Useful Lessons

     There’s so much for the layman to learn about security.
     I walked into the downtown courthouse one day last week and seemed to make it through security without incident when I heard one of the guards calling to me as I was walking away.
     He then proceeded to tell me – without a hint of irony as far as I could tell – that next time I should carry the plastic drink bottle I had with me through the metal detector instead of putting it in the tray for the x-ray machine.
     OK.
     I didn’t question it. Maybe I should have.
     The very next day in the Torrance courthouse, a guard insisted that I place some magazines – made out of paper, I’m pretty sure – in the tray for the x-ray machine.
     This time I couldn’t resist asking why.
     She told me they might contain very thin plastic weapons that wouldn’t be detected by the metal detector.
     Again, not a hint of a smile.
     So the lesson here is that if you’re going to invade a building with a deadly, tiny plastic weapon, keep it in your pocket.
     
     EQUAL OPPORTUNITY. The Eighth U. S. Circuit Court of Appeals has provided more evidence that equality may trump just about anything. The ruling is Smith v. Hy-Vee, Inc. and, at first reading, it seems to be a pretty clear case of sexual harassment.
     You’ll enjoy reading the details. Here’s just a taste: “Several employees engaged in sexual jokes and made penises or other body parts out of dough and cake.”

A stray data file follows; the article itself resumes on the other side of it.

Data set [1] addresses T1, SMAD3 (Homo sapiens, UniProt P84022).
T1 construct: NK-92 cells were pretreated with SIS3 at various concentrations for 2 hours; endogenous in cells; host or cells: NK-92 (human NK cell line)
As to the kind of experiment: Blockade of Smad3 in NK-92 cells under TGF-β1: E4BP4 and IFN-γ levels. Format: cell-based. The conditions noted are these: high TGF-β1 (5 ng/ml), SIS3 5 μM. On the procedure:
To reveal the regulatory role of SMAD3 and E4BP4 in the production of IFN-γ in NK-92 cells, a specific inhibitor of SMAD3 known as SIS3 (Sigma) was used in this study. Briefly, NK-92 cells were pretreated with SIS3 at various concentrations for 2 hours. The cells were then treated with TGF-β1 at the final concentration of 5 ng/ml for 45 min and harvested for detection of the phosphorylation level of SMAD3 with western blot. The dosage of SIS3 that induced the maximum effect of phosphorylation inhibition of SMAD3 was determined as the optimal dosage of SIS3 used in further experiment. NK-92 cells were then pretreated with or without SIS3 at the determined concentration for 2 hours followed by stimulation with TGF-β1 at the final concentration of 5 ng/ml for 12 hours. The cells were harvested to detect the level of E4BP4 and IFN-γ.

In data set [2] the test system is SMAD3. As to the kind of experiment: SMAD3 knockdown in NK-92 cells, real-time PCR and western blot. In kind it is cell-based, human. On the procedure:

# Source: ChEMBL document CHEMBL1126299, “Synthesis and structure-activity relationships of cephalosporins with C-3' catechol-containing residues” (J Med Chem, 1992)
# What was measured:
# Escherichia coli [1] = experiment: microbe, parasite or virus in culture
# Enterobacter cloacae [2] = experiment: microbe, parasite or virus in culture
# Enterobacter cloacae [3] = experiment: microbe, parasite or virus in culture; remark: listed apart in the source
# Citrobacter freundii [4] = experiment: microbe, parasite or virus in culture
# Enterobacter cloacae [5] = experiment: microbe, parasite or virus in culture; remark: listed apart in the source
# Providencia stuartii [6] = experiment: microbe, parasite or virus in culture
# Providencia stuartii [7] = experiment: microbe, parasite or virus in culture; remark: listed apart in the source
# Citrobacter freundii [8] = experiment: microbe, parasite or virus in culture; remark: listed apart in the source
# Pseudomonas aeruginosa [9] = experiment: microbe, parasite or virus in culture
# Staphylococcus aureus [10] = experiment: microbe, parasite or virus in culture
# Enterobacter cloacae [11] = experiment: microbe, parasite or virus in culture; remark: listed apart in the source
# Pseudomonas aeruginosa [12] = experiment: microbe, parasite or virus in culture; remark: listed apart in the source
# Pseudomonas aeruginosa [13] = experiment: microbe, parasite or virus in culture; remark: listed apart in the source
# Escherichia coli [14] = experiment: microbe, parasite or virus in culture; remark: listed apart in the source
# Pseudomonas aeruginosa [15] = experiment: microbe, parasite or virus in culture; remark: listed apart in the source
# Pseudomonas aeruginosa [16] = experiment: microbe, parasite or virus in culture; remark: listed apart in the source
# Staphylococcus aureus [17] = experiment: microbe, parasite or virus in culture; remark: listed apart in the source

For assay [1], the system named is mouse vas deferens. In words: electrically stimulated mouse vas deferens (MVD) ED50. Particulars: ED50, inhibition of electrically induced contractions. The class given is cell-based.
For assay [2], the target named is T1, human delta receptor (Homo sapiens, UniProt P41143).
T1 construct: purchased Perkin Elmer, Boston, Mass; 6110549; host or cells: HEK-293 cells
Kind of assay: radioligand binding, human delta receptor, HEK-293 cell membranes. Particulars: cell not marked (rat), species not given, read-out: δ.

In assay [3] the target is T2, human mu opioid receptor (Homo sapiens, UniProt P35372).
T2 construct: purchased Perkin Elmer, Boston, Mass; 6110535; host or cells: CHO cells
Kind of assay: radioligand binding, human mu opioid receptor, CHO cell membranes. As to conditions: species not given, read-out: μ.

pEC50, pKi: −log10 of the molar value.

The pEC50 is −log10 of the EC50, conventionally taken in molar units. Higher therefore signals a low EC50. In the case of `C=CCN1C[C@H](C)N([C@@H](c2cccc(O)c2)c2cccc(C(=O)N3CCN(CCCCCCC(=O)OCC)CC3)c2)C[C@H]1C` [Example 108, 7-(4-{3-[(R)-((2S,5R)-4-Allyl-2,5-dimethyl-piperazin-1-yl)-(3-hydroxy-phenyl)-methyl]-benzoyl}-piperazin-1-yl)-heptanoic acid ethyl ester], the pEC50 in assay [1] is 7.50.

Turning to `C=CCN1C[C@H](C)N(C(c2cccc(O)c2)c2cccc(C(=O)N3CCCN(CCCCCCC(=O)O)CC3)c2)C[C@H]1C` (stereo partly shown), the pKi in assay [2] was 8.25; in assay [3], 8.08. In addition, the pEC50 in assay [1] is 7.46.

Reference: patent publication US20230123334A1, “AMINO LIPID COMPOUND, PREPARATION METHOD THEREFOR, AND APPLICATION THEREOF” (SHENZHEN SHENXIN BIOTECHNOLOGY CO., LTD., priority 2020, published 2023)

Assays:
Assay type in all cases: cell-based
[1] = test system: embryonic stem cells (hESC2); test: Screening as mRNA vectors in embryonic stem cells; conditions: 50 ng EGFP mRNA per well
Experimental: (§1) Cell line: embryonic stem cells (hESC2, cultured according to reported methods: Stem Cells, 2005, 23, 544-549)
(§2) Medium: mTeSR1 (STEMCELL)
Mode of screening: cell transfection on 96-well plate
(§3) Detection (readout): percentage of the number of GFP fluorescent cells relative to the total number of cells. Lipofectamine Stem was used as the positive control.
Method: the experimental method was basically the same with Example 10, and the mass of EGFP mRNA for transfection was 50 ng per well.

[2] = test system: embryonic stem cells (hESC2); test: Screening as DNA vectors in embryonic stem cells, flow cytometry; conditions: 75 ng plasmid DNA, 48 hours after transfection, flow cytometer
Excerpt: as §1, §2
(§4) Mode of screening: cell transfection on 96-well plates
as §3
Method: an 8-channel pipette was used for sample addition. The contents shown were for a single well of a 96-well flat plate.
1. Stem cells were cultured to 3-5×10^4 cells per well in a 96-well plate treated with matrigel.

It’s one of the perks of working in a bakery.
     The ruling says the plaintiff “raised a total of 66 to 101 complaints to management.” Apparently there was some sort of counting problem.
     Management had no trouble counting – it said the plaintiff never complained.
     OK – your typical he said/she said dispute, right? So why did the plaintiff lose a summary judgment?
     The answer is: “(T)he facts on record show that Lynch treated all employees, both male and female, in the same vulgar and inappropriate way.”
     It’s part of the job description.
     Lesson to be learned: you can treat your employees as badly as you want if you don’t play favorites. It’s only fair.
     And you’re better off being bisexual.
     
     ONCE BURNED. See if you can spot the irony in this passage from a recent Supreme Court of Georgia decision called In the Matter of Clark Jones-Lewis:
     “This matter arose in connection with Jones-Lewis’ largely pro bono representation of eight couples regarding their complaint that an adoption service had selected each couple to adopt the same infant.”
     Yeah, the same couples that shouldn’t have relied on one adoption agency decided to rely on one lawyer.
     That didn’t work out either.
     Lesson: if a team effort doesn’t work the first time, don’t try it again.
     
     LAME EXCUSES. If you take a case up on appeal, you’ve got to believe you have good reason.
     Maybe.
     This is from a Florida Court of Appeals ruling called City of Venice v. Van Dyke in which a guy asked for workers compensation after undergoing open heart surgery: “The (appellant) argues, however, because the ascending aorta is not ‘in the heart,’ it cannot be considered heart disease.”
     Obviously, this is not an employer with a lot of heart.
     And then there was this in a Federal Circuit Court of Appeals ruling called Smiley v. Department of Defense: “Mr. Smiley admitted rubbing the shoulders of one of the women. His explanation of this event was that he lived in Italy for 10 years and ‘it’s a different culture there. They express themselves with their hands a lot and I, I find myself doing it even today.”
     At this point, the court reporter stopped typing….

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